Bruins

Moore looking forward to "getting better and growing his game" with Bruins

Moore looking forward to "getting better and growing his game" with Bruins

BRIGHTON, Mass. – Bruins general manager Don Sweeney has been in search of a left shot defenseman for the last couple of seasons that could be top-4 material for the Black and Gold. The hope is that they’ve found him in free agency after signing 27-year-old John Moore to a five-year contract on Sunday afternoon that will pay him $2.75 million per season.

Moore, a former Columbus first round pick, finally seemed to realize some of his high-end potential with the New Jersey Devils over the last few years, and finished with seven goals and 18 points in 81 games for the Devils. The D-man topped 20 minutes of ice time per game for the first time in his NHL career and averaged eight goals and 20 points per season over the last three years with the Devils.

The D-man has ideal size at 6-foot-3, 200-pounds, certainly has some puck-moving skills and is sort of left side middle ground between a soon-to-be 42-year-old Zdeno Chara and a couple of small, offensive-minded defenders in Torey Krug and Matt Grzelcyk.


In that sense, Moore could be the bridge between old guard D-men like Chara, Kevan Miller and Adam McQuaid and some of the younger ones like Grzelcyk, Brandon Carlo and Charlie McAvoy. Moore also gives the Bruins a surplus of D-men with the ability to talk high-impact trades with a prime trade chip like Krug, or at the very least start the season in a position of undeniable strength and depth on their back end.

“The skating component with John’s game. He’s a bigger player. The last two years in the playoffs, really, when you’re running through 10 two years ago, we went through all eight this this year. Brandon [Carlo] hasn’t even had a chance to play in the playoffs,” said Sweeney. “I just think, the makeup of our group, we felt that the opportunity to add a player of that nature fit into how Bruce [Cassidy] wants to play: getting back to retrieve pucks, be able to defend with his feet against faster, bigger, stronger players complements the group we have.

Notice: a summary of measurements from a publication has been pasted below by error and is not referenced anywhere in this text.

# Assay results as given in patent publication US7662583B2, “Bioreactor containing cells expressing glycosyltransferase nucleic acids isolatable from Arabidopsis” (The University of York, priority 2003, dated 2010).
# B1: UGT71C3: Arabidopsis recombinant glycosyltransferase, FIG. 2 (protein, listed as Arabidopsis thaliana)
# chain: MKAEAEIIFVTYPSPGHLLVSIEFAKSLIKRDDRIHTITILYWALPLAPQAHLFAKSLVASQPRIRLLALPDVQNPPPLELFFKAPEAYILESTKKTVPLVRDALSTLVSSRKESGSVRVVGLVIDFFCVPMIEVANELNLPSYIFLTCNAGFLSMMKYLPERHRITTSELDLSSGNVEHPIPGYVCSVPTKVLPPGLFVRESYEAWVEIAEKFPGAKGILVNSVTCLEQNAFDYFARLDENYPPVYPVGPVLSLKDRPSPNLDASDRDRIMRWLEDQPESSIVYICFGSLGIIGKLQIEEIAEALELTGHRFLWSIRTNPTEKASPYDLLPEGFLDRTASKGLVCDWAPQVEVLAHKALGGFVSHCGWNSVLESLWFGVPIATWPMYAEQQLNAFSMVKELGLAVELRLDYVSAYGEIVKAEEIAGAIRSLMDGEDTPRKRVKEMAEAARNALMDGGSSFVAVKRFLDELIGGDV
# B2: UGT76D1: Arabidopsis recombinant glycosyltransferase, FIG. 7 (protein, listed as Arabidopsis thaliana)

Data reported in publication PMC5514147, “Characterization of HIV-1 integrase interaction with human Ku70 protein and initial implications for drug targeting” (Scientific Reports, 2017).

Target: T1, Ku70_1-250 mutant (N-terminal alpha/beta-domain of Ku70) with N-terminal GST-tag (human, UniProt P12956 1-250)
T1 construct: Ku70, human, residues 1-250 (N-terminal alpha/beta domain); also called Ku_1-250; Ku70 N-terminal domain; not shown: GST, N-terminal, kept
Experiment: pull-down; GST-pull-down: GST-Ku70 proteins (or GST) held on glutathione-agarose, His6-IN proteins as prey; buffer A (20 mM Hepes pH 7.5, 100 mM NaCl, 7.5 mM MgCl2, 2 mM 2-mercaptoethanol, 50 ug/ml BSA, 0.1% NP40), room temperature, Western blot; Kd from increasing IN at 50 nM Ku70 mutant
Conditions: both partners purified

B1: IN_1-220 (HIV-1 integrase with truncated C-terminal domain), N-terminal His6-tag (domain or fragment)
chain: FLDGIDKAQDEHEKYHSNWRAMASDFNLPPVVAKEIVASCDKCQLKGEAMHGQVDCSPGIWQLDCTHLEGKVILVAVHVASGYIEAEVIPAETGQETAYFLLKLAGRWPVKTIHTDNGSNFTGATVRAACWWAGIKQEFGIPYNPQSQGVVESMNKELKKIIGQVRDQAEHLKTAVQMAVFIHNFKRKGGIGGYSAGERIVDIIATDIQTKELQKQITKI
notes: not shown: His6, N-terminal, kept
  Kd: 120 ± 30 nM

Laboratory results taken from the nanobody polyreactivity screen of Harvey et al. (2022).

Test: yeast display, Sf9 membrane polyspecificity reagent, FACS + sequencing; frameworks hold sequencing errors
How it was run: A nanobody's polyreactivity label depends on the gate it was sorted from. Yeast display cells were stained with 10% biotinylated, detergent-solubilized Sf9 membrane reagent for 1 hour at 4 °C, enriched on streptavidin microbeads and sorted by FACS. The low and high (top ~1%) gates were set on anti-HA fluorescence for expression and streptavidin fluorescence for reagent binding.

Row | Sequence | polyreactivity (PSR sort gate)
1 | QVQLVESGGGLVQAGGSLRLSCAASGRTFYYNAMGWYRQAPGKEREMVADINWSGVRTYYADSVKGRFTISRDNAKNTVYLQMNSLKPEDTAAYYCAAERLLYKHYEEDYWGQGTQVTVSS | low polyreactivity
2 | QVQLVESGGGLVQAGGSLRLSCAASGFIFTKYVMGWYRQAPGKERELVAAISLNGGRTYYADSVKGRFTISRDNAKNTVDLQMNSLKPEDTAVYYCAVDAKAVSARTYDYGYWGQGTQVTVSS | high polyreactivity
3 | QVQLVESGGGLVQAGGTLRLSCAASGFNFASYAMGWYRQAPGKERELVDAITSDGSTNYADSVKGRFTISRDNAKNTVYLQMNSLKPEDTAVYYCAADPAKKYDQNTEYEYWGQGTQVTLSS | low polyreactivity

“We feel very comfortable with the group of guys we have, and we’ll move forward with it. When the [trade] calls come as a result, that’s part of the business, and everybody understands that. It also allows some of our younger players to develop at the natural pace without necessarily putting them in situations they’re not ready to handle.”

For his part Moore was excited about getting things going with the Bruins, and could really benefit with a couple of excellent D-men instructors in Bruins coaches Bruce Cassidy and Kevin Dean.


“I said to Don [Sweeney] that [it’s] an opportunity to join a team like the Bruins who I think are really close from outside looking in, it looks like a really close team,” said Moore, who mentioned that his grandfather was born and raised in Dorchester and his dad was also a lifelong Bruins fans. “[It’s a] lot of really good, skilled forwards and a lot of great defensemen. An opportunity to join that and to grow my game and continue to get better is something I just couldn’t pass up. They were at the top of my list for the entire [free agency] period.

“I think in this league you’re either growing or your dying. I pride myself everyday on getting better and growing my game. I try [to do] whatever the coaching staff asks me, whatever role they want and they see me in I try and fit that to a 'T.' Everyone wants to be accountable offensively without sacrificing defense, and at my age I feel like I’m coming into the prime of my career. I want to get better in all aspects.”

Right now, the big picture for the Bruins back end is muddled with too many players for only six spots in the nightly lineup. That situation will eventually resolve itself one way or another, but it feels pretty certain that Moore is going to be part of Boston’s long-range future after inking a five-year contract in his first hours of free agency.

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Is McAvoy really in line for 'a huge contract' with Bruins? Maybe not

Is McAvoy really in line for 'a huge contract' with Bruins? Maybe not

There’s quite the interesting debate going on these days about just how much Bruins RFA defenseman Charlie McAvoy should get on his second contract.

NBC’s Pro Hockey Talk tweeted out a story proclaiming that both McAvoy and Columbus Blue Jackets D-man Zach Werenski should be in line for “huge contracts” and conjured up some numbers that put those two young defenseman in a class with Drew Doughty and Erik Karlsson at the same stage of their careers.

Certainly the 21-year-old McAvoy and 21-year-old Werenski have shown promise as excellent puck-movers and developing two-way D-men in their short NHL careers. But to lump the two of them together into the same class is not something I’m sure the Bruins would do at this point in their separate negotiations.